Election officials say not enough time to purge voters from voter rolls
TALLAHASSEE, Fla. (CAPITOL NEWS SERVICE) - Florida’s Division of Elections is telling election supervisors it will begin identifying registered voters who are ineligible because they haven’t paid off all their financial obligations related to past felony convictions.
However, their removal from the rolls isn’t likely before Nov. 3.
The Division of Elections sent an email to Florida’s 67 election supervisors, informing them the division will be reviewing the eligibility of registered voters with past felony convictions to determine whether they still owe debts related to their sentence.
Craig Latimer, Florida Supervisors of Elections president, said once a registration is contested, the process of removing a voter from the rolls can take up to two months.
“Quite frankly, there’s going to be nobody that should be taken off the roll with us being 19 days out from an election,” said Latimer.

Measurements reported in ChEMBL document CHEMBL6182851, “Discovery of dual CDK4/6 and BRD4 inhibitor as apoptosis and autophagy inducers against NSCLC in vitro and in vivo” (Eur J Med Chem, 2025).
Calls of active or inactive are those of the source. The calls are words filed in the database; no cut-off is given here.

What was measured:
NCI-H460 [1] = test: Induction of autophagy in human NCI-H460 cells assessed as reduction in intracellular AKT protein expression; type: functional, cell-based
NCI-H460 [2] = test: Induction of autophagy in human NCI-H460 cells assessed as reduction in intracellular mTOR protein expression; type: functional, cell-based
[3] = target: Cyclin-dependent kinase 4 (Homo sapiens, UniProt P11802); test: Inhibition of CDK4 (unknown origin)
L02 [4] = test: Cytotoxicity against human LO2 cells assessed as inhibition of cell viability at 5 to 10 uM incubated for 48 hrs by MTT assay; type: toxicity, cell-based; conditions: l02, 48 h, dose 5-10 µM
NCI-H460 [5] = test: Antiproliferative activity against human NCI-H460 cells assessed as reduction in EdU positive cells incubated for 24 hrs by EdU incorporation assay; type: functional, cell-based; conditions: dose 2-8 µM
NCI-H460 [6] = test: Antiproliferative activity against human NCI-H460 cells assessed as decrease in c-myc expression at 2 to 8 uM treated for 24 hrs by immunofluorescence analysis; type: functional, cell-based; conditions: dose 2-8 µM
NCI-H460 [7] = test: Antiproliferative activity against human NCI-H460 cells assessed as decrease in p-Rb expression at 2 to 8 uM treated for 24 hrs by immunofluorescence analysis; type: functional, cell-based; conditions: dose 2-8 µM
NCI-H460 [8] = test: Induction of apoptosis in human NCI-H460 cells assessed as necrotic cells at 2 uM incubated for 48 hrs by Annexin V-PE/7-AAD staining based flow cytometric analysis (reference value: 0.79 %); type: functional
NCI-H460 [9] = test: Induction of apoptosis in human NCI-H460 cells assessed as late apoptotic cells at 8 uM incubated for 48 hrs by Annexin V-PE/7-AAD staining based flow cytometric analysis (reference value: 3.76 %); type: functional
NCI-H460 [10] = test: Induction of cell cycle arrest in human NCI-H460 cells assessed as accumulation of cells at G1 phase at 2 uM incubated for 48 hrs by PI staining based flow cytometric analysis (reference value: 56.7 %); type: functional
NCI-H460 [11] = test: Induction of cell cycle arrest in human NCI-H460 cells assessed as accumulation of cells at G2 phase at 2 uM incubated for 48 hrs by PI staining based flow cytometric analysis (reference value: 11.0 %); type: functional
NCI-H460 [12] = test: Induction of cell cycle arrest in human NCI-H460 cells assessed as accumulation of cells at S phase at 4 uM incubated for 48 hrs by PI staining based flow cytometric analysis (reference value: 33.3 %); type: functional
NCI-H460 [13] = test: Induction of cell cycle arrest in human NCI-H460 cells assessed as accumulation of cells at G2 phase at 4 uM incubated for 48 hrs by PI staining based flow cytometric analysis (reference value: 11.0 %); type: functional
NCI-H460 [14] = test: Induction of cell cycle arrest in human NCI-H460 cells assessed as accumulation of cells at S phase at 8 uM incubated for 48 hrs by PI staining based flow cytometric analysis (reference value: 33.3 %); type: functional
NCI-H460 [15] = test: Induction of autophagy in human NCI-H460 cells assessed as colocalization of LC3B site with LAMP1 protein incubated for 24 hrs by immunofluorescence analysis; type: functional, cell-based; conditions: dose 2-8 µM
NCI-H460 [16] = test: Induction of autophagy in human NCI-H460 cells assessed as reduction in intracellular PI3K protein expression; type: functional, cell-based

But Patricia Brigham, president of the League of Women Voters of Florida worries the message sent by the state could have other consequences.
“This is a clear effort to intimidate voters and to sew doubt in the minds of our returning citizens,” said Brigham.
Election supervisors we spoke with said as long as you are registered and honestly believe you are eligible to vote, you can do so, even if the state raises questions about your eligibility.
Leon County Election Supervisor Mark Earley said once your vote is cast, it will be counted.
“Once we receive a ballot and tabulate a ballot it’s counted and you can’t take those results back out because it’s mixed in with all the other ballots. You know, voting is anonymous,” said Earley.
Whether a legal challenge may be waged to contest the election results based on felon votes is an open question. But there is at least one case from 2016 where a similar challenge failed. The 2016 case involved a Putnam County Sheriff’s race where 32 felons voted.
A county judge ruled the votes should still be counted because the felons were lawfully registered when their ballots were cast.